A Tory police and crime commissioner candidate has warned he can’t promise to find £130,000 to protect a domestic abuse service – despite assurances he would secure the money if elected.
Portsmouth City Council’s Tory administration justified its decision to take the money out of a budget supporting victims by saying Michael Lane would find the cash if he’s appointed to the post in Hampshire come May.
I am minded to say that this is a great thing to do, yes, but can I say there’s definitely £130,000 available? I can’t say that until I have got an idea of what commitments have been made across the patch.Hampshire Tory police and crime commissioner candidate Michael Lane
The Tory group put the guarantee in writing in a document approved and voted through at the latest full council.
But when asked by The News if he has made the guarantee, Mr Lane said: ‘No, what I have guaranteed is, I will look at it urgently when I get sight of the budget.
‘The current commissioner has said he has spent all of the money, and he is not willing to share – unless I put in Freedom of Information requests – the kind of information that will allow me to see what there is. It’s a high priority.’
When told the Tories had put in writing that he would cover the £130,000 shortfall, Mr Lane said: ‘I am certainly minded to have a look at that.
‘I am minded to say that this is a great thing to do, yes, but can I say there’s definitely £130,000 available? I can’t say that until I have got an idea of what commitments have been made across the patch.’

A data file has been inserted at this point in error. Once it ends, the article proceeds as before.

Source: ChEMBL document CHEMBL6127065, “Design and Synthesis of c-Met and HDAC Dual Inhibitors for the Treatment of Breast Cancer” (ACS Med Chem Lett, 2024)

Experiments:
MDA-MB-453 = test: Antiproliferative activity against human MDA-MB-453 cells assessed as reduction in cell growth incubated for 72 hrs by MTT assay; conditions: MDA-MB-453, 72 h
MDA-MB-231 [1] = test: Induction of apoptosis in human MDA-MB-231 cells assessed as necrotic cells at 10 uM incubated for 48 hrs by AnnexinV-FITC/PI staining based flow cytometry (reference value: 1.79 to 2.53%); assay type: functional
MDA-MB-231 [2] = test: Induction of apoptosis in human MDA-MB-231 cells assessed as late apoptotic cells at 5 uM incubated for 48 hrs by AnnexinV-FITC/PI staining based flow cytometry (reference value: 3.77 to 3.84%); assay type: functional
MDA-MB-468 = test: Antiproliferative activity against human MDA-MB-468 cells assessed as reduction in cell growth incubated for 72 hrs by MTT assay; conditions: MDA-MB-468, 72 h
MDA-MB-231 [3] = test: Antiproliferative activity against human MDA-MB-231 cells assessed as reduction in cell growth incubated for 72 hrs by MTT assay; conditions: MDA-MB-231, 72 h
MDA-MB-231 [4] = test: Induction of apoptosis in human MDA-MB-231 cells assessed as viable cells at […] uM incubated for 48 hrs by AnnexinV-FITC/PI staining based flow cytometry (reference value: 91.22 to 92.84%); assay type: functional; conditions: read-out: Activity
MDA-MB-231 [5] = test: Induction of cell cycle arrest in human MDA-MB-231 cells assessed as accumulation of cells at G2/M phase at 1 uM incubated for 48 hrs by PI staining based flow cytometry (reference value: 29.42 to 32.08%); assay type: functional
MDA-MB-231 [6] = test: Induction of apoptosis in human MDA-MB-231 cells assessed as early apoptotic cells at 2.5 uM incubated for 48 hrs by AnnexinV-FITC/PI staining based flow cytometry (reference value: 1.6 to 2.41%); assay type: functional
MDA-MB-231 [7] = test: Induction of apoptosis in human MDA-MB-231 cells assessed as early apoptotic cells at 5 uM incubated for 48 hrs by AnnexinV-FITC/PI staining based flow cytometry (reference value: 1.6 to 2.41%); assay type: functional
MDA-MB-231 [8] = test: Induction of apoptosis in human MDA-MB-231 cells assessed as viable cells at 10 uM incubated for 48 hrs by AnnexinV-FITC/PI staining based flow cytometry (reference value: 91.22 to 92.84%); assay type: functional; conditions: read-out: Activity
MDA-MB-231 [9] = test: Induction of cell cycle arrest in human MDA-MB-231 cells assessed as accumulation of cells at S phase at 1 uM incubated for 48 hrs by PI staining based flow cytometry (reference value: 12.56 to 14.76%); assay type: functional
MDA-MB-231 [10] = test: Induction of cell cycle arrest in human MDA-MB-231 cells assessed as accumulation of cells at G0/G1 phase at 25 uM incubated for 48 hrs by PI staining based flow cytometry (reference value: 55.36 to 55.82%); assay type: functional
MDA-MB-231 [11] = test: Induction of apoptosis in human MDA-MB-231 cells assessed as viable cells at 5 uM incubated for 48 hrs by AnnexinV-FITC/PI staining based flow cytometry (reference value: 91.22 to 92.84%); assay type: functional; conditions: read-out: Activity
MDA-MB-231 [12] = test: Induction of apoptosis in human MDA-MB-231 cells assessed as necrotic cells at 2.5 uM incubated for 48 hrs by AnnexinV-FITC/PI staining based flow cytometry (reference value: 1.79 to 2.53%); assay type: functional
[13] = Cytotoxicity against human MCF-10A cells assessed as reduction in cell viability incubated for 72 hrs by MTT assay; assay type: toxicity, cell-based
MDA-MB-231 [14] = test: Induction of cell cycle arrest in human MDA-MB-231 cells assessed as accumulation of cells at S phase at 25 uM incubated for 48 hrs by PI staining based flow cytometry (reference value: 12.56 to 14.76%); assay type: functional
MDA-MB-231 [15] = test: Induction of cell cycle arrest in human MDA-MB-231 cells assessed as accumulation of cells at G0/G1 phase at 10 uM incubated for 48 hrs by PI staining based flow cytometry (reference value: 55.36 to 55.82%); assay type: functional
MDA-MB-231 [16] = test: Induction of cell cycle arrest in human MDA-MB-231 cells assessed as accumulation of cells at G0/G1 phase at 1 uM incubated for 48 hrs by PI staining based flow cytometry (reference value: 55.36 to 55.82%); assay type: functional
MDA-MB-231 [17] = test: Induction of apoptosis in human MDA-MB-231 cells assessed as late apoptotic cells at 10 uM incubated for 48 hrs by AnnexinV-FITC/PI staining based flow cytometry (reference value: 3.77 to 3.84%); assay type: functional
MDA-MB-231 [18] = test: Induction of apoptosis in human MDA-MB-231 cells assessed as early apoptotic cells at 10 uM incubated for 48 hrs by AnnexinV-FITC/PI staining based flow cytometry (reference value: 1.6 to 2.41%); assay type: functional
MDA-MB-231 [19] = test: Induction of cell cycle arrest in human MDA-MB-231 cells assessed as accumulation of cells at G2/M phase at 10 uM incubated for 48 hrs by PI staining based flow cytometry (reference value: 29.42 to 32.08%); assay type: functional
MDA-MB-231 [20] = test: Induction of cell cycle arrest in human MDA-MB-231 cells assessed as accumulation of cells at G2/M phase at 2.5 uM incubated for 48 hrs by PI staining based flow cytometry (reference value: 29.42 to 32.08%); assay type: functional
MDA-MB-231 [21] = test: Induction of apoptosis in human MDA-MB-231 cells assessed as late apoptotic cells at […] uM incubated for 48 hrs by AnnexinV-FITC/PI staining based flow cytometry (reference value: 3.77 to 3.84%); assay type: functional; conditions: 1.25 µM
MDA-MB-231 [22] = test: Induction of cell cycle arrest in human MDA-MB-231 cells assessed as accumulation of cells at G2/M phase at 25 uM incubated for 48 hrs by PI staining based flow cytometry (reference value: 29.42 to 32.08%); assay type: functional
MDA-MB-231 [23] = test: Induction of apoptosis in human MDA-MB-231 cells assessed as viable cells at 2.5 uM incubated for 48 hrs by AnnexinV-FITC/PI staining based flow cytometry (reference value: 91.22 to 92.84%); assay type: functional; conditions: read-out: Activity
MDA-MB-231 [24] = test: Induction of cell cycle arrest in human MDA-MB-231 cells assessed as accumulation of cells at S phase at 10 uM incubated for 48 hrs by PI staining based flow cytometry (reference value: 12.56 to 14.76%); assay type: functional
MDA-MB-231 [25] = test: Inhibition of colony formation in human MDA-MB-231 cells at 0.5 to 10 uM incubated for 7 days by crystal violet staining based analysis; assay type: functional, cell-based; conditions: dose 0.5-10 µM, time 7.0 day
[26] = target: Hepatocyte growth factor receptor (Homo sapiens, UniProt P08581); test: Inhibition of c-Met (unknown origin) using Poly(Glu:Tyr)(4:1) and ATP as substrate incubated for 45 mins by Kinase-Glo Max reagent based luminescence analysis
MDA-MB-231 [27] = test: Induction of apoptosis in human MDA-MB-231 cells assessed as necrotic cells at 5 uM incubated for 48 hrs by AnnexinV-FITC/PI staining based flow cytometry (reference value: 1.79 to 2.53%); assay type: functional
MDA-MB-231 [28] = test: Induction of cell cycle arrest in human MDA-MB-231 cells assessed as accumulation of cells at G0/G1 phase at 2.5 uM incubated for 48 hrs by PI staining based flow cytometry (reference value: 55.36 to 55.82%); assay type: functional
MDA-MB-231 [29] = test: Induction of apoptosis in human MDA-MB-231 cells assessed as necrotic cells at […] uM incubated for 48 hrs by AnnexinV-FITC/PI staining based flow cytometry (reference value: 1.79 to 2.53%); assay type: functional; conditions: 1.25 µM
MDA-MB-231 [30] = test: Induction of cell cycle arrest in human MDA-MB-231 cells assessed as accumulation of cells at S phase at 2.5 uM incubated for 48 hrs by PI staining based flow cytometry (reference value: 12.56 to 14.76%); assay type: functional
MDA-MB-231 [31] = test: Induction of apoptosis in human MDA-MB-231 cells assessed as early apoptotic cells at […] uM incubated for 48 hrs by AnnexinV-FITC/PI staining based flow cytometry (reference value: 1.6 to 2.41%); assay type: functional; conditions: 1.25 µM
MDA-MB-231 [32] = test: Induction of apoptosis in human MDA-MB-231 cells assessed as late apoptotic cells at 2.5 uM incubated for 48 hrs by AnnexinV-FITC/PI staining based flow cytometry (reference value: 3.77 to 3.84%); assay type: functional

Yet Portsmouth Tory council leader Donna Jones is confident Mr Lane will deliver. She said: ‘I’m pleased Michael Lane is committed to working with the council to support domestic violence support if elected. He has given us an undertaking that he will make domestic violence in Portsmouth a top priority, that’s great news.’
But city Lib Dem leader Gerald Vernon-Jackson says it is a ‘disgrace’ the council led people on.
Cllr Vernon-Jackson said: ‘It’s disgraceful. How can the leader of the council come and say “we don’t need to worry about this, we have got this commitment that this money will be found”?
‘We now find that isn’t true.
‘How can we trust anything that is said now? Maybe people would have voted differently if they knew what the real position was?’
The council has said any cuts to its domestic violence service would be frozen for 14 months.
In response, Simon Hayes said: ‘I’ve never had a conversation with Mr Lane on this issue, so I am both surprised and disappointed by his statement. I appreciate he’s coming to this subject from scratch, but it doesn’t help to fabricate remarks in this way, nor does it do his credibility good whatsoever. Whoever is advising him to campaign in this way should be asked to leave his team.
‘The fact is, I’m close to agreeing a partnership with Portsmouth City Council, in the same way I have with Southampton City and Hampshire County Councils, to create good support services to victims of domestic violence in the city. If there was no money then such arrangements clearly would be impossible.’
THE DOMESTIC VIOLENCE STRATEGY APPROVED BY COUNCIL
Below is an extract of a statement issued by the Portsmouth Tory administration at the latest full council debate about its domestic violence strategy, which was voted through.
It says: ‘I am pleased to confirm that before you today in our capital budget is a proposal to increase the council’s property investment fund.
‘The reason for the recommendation is to create new income streams for the council.
‘We are proposing to use £50,000 of new income this administration to fund domestic violence support, therefore putting the money back into the council revenue budget. I am pleased to also confirm that we are in advance talks with the police and crime commissioner Simon Hayes about a jointly-commissioned service to cover this area of work from April 2017.
‘In addition, we have received confirmation from Michael Lane, one of the police and crime commissioner candidates in the election in May, that if elected, he will fund the remaining £130,000 gap.’